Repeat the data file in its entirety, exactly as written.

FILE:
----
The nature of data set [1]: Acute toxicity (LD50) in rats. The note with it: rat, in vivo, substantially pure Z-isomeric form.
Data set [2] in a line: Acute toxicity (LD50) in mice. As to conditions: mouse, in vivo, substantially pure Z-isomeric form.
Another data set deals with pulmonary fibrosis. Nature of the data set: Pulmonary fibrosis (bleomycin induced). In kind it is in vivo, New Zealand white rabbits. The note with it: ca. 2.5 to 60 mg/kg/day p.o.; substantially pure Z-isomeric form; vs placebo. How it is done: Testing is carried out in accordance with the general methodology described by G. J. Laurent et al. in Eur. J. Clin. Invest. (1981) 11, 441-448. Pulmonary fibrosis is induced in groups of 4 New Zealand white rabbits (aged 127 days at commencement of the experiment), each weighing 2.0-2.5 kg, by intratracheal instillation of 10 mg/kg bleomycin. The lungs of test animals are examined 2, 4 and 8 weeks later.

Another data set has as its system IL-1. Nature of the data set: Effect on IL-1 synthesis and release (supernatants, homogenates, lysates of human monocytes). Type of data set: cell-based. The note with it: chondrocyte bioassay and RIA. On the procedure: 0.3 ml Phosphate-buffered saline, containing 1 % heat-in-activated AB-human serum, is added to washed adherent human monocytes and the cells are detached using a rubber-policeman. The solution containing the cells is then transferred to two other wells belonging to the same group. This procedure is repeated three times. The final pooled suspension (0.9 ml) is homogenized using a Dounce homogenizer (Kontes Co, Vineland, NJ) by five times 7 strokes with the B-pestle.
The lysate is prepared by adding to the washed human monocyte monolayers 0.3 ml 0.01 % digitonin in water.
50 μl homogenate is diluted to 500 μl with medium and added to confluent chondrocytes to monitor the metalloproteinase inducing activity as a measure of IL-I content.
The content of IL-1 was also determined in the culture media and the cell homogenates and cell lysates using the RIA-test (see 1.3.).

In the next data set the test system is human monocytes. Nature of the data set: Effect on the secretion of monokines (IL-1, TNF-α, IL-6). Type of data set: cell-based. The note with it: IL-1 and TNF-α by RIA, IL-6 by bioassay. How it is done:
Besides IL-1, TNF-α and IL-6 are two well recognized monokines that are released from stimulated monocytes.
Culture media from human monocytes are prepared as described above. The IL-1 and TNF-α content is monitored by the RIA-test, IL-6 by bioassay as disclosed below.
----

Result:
The nature of data set [1]: Acute toxicity (LD50) in rats. The note with it: rat, in vivo, substantially pure Z-isomeric form.
Data set [2] in a line: Acute toxicity (LD50) in mice. As to conditions: mouse, in vivo, substantially pure Z-isomeric form.
Another data set deals with pulmonary fibrosis. Nature of the data set: Pulmonary fibrosis (bleomycin induced). In kind it is in vivo, New Zealand white rabbits. The note with it: ca. 2.5 to 60 mg/kg/day p.o.; substantially pure Z-isomeric form; vs placebo. How it is done: Testing is carried out in accordance with the general methodology described by G. J. Laurent et al. in Eur. J. Clin. Invest. (1981) 11, 441-448. Pulmonary fibrosis is induced in groups of 4 New Zealand white rabbits (aged 127 days at commencement of the experiment), each weighing 2.0-2.5 kg, by intratracheal instillation of 10 mg/kg bleomycin. The lungs of test animals are examined 2, 4 and 8 weeks later.

Another data set has as its system IL-1. Nature of the data set: Effect on IL-1 synthesis and release (supernatants, homogenates, lysates of human monocytes). Type of data set: cell-based. The note with it: chondrocyte bioassay and RIA. On the procedure: 0.3 ml Phosphate-buffered saline, containing 1 % heat-in-activated AB-human serum, is added to washed adherent human monocytes and the cells are detached using a rubber-policeman. The solution containing the cells is then transferred to two other wells belonging to the same group. This procedure is repeated three times. The final pooled suspension (0.9 ml) is homogenized using a Dounce homogenizer (Kontes Co, Vineland, NJ) by five times 7 strokes with the B-pestle.
The lysate is prepared by adding to the washed human monocyte monolayers 0.3 ml 0.01 % digitonin in water.
50 μl homogenate is diluted to 500 μl with medium and added to confluent chondrocytes to monitor the metalloproteinase inducing activity as a measure of IL-I content.
The content of IL-1 was also determined in the culture media and the cell homogenates and cell lysates using the RIA-test (see 1.3.).

In the next data set the test system is human monocytes. Nature of the data set: Effect on the secretion of monokines (IL-1, TNF-α, IL-6). Type of data set: cell-based. The note with it: IL-1 and TNF-α by RIA, IL-6 by bioassay. How it is done:
Besides IL-1, TNF-α and IL-6 are two well recognized monokines that are released from stimulated monocytes.
Culture media from human monocytes are prepared as described above. The IL-1 and TNF-α content is monitored by the RIA-test, IL-6 by bioassay as disclosed below.